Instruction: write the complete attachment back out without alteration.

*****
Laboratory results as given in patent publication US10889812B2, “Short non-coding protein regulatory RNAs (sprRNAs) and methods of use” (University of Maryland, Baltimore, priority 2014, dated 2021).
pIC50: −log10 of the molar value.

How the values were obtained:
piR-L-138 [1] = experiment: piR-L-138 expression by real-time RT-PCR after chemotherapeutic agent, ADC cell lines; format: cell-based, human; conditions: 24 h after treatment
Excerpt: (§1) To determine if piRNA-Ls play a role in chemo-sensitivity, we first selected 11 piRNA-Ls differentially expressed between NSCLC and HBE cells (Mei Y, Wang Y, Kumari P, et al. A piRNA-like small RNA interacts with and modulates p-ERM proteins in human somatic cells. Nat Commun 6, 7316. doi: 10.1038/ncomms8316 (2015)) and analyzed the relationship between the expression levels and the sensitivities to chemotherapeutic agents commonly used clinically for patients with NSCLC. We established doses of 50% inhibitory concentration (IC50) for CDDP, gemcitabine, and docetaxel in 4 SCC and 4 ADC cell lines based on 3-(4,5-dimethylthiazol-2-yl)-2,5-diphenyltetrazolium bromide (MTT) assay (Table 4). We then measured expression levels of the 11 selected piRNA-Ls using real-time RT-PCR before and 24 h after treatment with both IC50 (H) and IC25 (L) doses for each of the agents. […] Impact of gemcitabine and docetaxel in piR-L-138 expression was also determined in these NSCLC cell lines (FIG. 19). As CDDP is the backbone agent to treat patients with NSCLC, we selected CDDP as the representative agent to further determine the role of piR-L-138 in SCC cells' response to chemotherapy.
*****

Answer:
Laboratory results as given in patent publication US10889812B2, “Short non-coding protein regulatory RNAs (sprRNAs) and methods of use” (University of Maryland, Baltimore, priority 2014, dated 2021).
pIC50: −log10 of the molar value.

How the values were obtained:
piR-L-138 [1] = experiment: piR-L-138 expression by real-time RT-PCR after chemotherapeutic agent, ADC cell lines; format: cell-based, human; conditions: 24 h after treatment
Excerpt: (§1) To determine if piRNA-Ls play a role in chemo-sensitivity, we first selected 11 piRNA-Ls differentially expressed between NSCLC and HBE cells (Mei Y, Wang Y, Kumari P, et al. A piRNA-like small RNA interacts with and modulates p-ERM proteins in human somatic cells. Nat Commun 6, 7316. doi: 10.1038/ncomms8316 (2015)) and analyzed the relationship between the expression levels and the sensitivities to chemotherapeutic agents commonly used clinically for patients with NSCLC. We established doses of 50% inhibitory concentration (IC50) for CDDP, gemcitabine, and docetaxel in 4 SCC and 4 ADC cell lines based on 3-(4,5-dimethylthiazol-2-yl)-2,5-diphenyltetrazolium bromide (MTT) assay (Table 4). We then measured expression levels of the 11 selected piRNA-Ls using real-time RT-PCR before and 24 h after treatment with both IC50 (H) and IC25 (L) doses for each of the agents. […] Impact of gemcitabine and docetaxel in piR-L-138 expression was also determined in these NSCLC cell lines (FIG. 19). As CDDP is the backbone agent to treat patients with NSCLC, we selected CDDP as the representative agent to further determine the role of piR-L-138 in SCC cells' response to chemotherapy.